- Security Rule: This rule establishes standards for the safe maintenance, handling, and transmission of ePHI. It sets standards for the security and integrity of ePHI, including administrative, physical and technical protections.
- Breach Notification Rule: This rule dictates the procedures that healthcare organizations and business associates must follow in the event of a data breach involving PHI. There are two types of breaches that can occur: Minor Breaches and Meaningful Breaches, and organizations are required to report both kinds.
- Omnibus Rule: This rule specifically applies to business associates and describes the rules regarding Business Associate Agreements (BAAs). These are contracts that a business associate and a covered entity — or two business associates — must agree to before sharing or transferring any kind of PHI.
Requirements For HIPAA Compliance
- Self-audits: Under HIPAA, covered entities and business associates must conduct annual audits of their organization to identify and evaluate any type of issues regarding compliance with the law’s Privacy and Security standards. A Security Risk Assessment is insufficient to be considered compliant.
- Remediation Plans: These plans must be implemented to drive back any compliance violations.
- Policies, Procedures & Employee Training: Policies and procedures linked to HIPAA regulatory standards must be regularly updated to account for any changes to the organization. Annual staff training is required to ensure all employees understand these policies and procedures.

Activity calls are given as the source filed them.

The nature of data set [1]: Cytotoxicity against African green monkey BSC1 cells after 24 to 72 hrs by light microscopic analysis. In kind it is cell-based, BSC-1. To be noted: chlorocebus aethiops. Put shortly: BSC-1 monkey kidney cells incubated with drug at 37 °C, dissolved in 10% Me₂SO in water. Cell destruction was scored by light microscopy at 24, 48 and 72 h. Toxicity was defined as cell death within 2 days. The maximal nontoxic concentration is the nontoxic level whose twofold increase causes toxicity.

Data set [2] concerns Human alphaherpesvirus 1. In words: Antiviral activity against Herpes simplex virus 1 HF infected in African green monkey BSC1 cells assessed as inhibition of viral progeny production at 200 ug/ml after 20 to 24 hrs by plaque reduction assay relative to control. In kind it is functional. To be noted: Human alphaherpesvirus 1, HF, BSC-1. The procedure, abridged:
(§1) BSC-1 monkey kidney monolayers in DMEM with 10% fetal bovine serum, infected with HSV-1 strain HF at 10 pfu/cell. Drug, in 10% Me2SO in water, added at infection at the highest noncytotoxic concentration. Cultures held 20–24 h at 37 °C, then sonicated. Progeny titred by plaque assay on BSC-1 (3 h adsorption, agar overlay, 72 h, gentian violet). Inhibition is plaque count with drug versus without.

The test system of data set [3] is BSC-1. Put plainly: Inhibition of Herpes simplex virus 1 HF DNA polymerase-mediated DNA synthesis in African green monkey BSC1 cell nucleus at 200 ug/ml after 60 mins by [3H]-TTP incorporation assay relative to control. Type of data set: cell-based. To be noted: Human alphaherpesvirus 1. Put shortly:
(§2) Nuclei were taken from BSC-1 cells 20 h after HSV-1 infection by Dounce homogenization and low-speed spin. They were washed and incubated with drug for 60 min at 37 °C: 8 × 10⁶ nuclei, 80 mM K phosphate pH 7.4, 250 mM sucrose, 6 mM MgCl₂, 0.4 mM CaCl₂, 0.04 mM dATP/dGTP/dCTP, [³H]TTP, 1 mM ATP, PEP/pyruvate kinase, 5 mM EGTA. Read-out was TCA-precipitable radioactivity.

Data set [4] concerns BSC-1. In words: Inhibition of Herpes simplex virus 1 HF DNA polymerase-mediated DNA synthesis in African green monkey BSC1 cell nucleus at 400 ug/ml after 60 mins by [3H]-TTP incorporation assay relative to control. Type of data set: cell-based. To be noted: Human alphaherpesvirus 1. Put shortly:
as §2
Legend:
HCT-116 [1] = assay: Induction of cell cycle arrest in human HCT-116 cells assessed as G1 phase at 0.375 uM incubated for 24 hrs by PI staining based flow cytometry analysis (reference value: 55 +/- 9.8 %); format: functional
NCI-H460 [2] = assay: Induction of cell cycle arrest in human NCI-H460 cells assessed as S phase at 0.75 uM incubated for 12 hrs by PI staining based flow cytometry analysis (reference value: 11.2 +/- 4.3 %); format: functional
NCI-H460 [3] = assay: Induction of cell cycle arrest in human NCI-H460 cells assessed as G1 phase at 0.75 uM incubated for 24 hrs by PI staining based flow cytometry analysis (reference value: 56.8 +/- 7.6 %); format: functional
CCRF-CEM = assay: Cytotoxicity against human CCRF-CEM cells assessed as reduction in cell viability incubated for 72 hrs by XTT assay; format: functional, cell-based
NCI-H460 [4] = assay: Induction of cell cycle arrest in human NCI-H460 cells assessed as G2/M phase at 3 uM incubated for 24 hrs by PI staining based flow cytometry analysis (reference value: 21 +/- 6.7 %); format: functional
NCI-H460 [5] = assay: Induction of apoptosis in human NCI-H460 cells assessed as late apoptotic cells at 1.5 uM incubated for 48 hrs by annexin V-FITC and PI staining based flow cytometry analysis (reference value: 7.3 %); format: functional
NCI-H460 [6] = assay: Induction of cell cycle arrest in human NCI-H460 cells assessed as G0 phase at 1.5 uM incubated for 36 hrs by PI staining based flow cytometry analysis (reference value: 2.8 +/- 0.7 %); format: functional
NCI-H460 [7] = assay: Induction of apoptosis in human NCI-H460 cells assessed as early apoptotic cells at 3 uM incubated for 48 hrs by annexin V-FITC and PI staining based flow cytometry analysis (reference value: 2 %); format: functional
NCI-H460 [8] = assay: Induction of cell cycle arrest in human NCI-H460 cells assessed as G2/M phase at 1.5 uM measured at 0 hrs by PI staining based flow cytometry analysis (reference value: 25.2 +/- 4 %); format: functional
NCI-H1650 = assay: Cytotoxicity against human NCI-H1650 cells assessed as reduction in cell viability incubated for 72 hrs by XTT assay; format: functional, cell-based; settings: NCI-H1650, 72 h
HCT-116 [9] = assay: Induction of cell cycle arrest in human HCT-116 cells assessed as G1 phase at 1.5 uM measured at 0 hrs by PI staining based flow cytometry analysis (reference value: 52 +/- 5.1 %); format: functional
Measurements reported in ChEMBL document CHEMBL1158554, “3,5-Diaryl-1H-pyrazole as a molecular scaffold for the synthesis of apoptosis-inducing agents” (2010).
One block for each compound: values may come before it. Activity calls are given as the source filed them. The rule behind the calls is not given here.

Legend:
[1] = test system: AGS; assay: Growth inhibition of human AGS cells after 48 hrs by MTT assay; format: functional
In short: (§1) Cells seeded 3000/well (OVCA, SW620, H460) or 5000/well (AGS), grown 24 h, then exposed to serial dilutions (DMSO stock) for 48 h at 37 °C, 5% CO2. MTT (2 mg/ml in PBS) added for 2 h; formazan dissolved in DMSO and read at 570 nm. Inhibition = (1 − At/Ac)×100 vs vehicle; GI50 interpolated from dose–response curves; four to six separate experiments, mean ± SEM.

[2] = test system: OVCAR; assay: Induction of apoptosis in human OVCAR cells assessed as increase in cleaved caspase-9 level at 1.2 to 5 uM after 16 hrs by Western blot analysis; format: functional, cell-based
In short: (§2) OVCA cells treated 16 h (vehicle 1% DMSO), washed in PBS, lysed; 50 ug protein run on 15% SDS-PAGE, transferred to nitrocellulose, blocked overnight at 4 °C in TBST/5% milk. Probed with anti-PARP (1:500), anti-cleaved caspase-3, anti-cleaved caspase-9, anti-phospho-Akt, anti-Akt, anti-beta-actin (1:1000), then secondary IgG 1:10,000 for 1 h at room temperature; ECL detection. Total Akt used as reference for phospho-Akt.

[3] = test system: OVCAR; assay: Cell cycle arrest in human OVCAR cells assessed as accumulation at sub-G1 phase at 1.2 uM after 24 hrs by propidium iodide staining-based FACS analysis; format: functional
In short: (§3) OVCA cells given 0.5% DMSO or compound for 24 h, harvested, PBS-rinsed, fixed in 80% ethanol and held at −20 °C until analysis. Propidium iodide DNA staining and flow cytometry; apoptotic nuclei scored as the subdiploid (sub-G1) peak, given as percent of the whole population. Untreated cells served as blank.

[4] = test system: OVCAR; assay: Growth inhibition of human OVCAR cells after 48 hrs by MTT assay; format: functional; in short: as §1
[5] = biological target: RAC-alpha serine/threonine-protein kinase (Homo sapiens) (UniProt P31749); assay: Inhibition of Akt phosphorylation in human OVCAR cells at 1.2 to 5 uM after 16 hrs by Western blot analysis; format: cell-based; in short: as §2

- Documentation: Covered entities and business associates must record all the steps they take to meet HIPAA compliance requirements.
- Business Associate Management: HIPAA-beholden organizations must record all vendors with whom they share PHI and complete BAAs to ensure PHI is safely handled and liability is reduced.
- Incident Management: In the event of a data breach, this breach must be documented and patients must be quickly notified that their information has been compromised.
It’s important for you as an employer or HR executive to consider hiring a professional employer organization (PEO) consulting firm to ensure your business meets HIPAA compliance requirements. A PEO can help you save significant time and money by handling all administrative tasks like negotiating with insurance providers and providing HIPAA-related legal notices like Notices of Privacy Practices.
Seeking More Information About HIPAA Compliance
Speak to the experienced PEO Consultants at BenefitCorp in Dallas or Denver to learn more about HIPAA compliance requirements. BenefitCorps’ consultants are highly knowledgeable about the Affordable Care Act and provide services such as ACA compliance, benefits administration, HR poster services, employee handbook development, and support and employee review workflow. BenefitCorp will provide your organization with extensive information and recommendations regarding payroll, HR, health insurance and retirement.